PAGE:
One of Adolf Hitler’s first major foreign policy initiatives after coming to power was to sign a nonaggression pact with Poland in January 1934. This move was not popular with many Germans who supported Hitler, but resented the fact that Poland had received several former German provinces under the Treaty of Versailles after World War I. However, Hitler sought the nonaggression pact in order to neutralize the possibility of a French-Polish military alliance against Germany before Germany had a chance to rearm. He was stacking the deck in his favor.
In the mid and late 1930’s, France and especially Britain followed a foreign policy of appeasement. The objective of this policy was to maintain peace in Europe by making limited concessions to German demands. Moreover, neither Britain nor France in 1938 was militarily prepared to fight a war against Nazi Germany. Britain and France essentially acquiesced to Germany’s rearmament from 1935-1937, remilitarization of the Rhineland in 1936, and the annexation of Austria in March of 1938. In response to the Sudetenland of Czechoslovakia being turned over to Germany and subsequently divided, Britain and France guaranteed the integrity of the Polish state. Hitler responded by negotiating a nonaggression pact with the Soviet Union. The German-Soviet Pact of August 1939, which stated that Poland was to be partitioned between the two powers, enabled Germany to attack Poland without the fear of Soviet intervention.
In 1939, Britain and France signed a series of military agreements with Poland that contained very specific promises:
“… in the event of any action which clearly threatened Polish independence, and which the Polish Government accordingly considered it vital to resist with their national forces, His Majesty’s Government would feel themselves bound at once to lend the Polish Government all support in their power. They have given the Polish Government an assurance to this effect.–Statement by the Prime Minister, Neville Chamberlain, in the House of Commons on March 31, 1939
I may add that the French Government have authorized me to make it plain that they stand in the same position in this matter as do His Majesty’s Government.”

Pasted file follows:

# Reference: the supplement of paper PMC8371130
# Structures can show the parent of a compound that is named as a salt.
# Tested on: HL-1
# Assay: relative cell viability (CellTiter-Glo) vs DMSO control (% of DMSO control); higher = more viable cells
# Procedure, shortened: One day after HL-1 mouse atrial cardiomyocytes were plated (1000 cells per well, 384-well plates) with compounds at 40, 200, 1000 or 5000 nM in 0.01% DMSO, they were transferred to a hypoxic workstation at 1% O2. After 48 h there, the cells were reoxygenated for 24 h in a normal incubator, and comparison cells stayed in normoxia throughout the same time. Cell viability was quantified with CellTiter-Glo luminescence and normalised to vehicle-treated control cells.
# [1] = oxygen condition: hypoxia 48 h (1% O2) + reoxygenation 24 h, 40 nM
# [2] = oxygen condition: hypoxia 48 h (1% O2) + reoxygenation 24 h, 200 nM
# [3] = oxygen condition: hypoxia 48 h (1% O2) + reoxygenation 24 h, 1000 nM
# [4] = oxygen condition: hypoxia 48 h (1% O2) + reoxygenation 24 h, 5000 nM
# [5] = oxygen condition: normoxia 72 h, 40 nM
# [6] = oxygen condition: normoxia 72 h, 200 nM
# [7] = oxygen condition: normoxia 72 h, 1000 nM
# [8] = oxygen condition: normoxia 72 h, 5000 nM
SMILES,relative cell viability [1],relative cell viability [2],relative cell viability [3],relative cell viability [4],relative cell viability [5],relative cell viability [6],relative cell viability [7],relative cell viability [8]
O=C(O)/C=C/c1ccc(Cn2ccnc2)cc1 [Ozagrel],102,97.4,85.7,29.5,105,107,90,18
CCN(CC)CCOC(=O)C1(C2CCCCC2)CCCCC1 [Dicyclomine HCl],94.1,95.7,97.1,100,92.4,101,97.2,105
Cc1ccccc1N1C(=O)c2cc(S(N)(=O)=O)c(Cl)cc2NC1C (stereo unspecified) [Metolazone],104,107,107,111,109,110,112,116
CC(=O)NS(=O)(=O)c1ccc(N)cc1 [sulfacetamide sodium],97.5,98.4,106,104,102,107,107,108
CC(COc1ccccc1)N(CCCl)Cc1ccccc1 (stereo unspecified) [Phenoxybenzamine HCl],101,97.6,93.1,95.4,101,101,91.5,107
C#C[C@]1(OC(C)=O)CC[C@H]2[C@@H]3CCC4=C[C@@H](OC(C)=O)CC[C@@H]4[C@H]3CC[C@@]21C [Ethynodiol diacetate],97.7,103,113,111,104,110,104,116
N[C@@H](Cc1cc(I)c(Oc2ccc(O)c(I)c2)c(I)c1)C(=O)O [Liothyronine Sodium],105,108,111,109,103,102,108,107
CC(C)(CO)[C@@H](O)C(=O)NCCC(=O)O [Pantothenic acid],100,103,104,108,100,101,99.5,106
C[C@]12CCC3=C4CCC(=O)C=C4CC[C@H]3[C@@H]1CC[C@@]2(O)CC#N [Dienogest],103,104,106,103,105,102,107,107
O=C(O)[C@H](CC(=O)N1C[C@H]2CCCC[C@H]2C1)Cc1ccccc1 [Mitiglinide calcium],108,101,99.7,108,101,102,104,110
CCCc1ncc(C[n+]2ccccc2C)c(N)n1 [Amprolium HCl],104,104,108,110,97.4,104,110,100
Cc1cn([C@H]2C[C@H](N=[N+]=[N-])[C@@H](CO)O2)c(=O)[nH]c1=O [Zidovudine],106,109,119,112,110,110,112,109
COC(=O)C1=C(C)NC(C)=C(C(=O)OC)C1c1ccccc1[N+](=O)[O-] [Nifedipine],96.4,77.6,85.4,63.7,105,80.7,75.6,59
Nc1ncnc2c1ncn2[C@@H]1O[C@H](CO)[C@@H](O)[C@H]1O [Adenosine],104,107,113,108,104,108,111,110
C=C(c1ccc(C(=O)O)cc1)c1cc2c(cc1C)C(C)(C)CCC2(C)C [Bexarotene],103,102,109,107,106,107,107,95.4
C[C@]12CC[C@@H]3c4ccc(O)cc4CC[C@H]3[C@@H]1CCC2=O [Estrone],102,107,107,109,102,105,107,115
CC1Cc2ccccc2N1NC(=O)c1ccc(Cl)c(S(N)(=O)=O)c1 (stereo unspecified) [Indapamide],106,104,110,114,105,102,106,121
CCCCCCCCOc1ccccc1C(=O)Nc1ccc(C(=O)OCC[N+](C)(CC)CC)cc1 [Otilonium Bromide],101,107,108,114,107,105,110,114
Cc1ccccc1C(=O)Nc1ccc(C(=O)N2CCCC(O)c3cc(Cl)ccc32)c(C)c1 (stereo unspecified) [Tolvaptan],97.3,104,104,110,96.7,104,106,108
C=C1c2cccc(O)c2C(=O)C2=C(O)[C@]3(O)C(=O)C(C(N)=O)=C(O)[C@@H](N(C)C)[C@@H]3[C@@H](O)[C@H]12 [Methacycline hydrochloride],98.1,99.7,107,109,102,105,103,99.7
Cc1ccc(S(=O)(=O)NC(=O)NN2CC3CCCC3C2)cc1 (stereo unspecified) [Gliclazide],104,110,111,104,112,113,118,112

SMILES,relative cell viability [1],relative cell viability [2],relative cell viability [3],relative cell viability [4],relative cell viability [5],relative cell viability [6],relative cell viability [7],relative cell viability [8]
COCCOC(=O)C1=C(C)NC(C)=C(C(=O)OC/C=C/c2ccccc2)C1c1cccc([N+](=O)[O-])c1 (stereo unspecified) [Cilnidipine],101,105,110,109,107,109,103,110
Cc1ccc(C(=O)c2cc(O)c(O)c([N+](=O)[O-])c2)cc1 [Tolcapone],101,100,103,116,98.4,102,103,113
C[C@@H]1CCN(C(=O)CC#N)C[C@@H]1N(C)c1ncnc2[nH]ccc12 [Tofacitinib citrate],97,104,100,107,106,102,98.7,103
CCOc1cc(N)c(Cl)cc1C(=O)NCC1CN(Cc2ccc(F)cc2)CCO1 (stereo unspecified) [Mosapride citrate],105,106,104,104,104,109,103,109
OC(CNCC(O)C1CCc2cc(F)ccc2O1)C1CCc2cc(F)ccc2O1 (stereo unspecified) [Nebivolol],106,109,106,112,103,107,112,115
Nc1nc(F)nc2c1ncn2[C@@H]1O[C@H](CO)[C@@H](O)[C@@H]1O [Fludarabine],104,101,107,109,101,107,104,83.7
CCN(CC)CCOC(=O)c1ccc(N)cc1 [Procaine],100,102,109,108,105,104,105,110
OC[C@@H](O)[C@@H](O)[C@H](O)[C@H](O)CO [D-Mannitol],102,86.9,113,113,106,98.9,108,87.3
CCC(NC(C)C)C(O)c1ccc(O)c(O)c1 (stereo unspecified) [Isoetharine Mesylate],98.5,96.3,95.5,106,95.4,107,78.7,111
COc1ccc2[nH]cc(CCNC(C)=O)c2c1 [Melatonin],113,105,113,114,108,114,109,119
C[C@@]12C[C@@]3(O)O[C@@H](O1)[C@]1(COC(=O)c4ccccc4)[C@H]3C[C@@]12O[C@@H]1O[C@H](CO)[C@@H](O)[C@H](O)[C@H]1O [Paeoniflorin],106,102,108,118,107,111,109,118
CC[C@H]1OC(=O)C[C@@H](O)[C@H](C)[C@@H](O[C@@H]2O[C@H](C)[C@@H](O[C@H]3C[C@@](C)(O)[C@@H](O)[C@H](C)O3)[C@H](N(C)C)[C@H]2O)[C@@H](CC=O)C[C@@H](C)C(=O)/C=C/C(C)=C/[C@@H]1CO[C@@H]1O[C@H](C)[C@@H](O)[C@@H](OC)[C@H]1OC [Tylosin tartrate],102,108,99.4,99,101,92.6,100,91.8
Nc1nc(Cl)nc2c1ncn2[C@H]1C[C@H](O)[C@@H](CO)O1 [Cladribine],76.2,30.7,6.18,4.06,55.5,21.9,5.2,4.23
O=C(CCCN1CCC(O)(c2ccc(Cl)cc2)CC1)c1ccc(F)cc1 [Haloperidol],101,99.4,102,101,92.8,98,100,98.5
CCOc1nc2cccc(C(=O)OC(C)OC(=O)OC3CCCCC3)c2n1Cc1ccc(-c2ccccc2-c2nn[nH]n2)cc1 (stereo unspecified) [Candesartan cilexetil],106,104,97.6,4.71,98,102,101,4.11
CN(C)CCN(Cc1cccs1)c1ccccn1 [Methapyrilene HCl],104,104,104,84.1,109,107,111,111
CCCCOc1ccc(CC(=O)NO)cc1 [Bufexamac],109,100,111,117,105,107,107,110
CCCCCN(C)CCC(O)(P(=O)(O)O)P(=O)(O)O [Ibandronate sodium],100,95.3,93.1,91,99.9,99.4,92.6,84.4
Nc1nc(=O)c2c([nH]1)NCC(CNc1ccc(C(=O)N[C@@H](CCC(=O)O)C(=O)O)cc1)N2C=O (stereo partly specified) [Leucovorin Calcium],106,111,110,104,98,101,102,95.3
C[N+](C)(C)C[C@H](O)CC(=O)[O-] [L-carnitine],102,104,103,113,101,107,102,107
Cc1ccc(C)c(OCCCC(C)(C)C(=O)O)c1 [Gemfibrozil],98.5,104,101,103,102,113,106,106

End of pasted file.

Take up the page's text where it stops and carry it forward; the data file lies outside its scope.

The leaders of Poland understood very clearly that they stood no chance against Germany alone should the mounting tension in Europe lead to an invasion or all-out war. The French, in fact, promised the Poles in mid-May 1939 that in the event of German aggression against Poland, France would launch an offensive against the Germans “no later than fifteen days after mobilization.” This promise was sealed in a solemn treaty signed between Poland and France.
In the days prior to the German invasion of Poland in 1939, the Nazis initiated a campaign designed to persuade the international community that Germany was the victim of Polish aggression. Nazi propagandists and the SS, in collusion with the German military, staged a series of false Polish attacks on a German radio station. Hitler used this to justify and launch a retaliatory campaign against Poland. On September 1, 1939, Germany invaded Poland and, in response, Great Britain and France declared war on Nazi Germany, thus triggering World War II in Europe.
Nazi Germany possessed overwhelming military superiority over Poland. The invasion was Germany’s first successful implementation of Blitzkrieg–lightning war. Britain and France, standing by their guarantee of Poland’s border, declared war on Germany on September 3, 1939. The Soviet Union invaded eastern Poland on September 17, 1939. Unsuccessful at fighting a war on two fronts, Poland surrendered to the Germans ten days later.
After Poland’s defeat, the country was divided between Nazi Germany and the Soviet Union, in accordance with the secret German-Soviet Non-Aggression Pact.
Nazi Germany occupied the remainder of Poland when it invaded the Soviet Union in June 1941. Poland remained under German occupation until January 1945. During World War II, Poland suffered through one of the worst occupations in history, losing roughly six million of its citizens to mass murder and deportation at the hands of both the Germans and Russians. Among these were three million Polish Jews, whose society, language, and way of life were almost completely eradicated in the gas chambers of the Nazi death camps. After the war, it had to suffer 45 years as a colony of the Soviet Union.
Invasion of Poland, Fall 1939, Holocaust Encyclopedia, United States Holocaust Memorial Museum Archives, Washington, DC.
The French and British Betrayal of Poland in 1939. World Future Fund. http://www.worldfuturefund.org/wffmaster/Reading/History/polandbetrayal.htmPope,
Cassie. How a False Flag Sparked World War Two: The Gleiwitz Incident Explained. History Hit. 2018.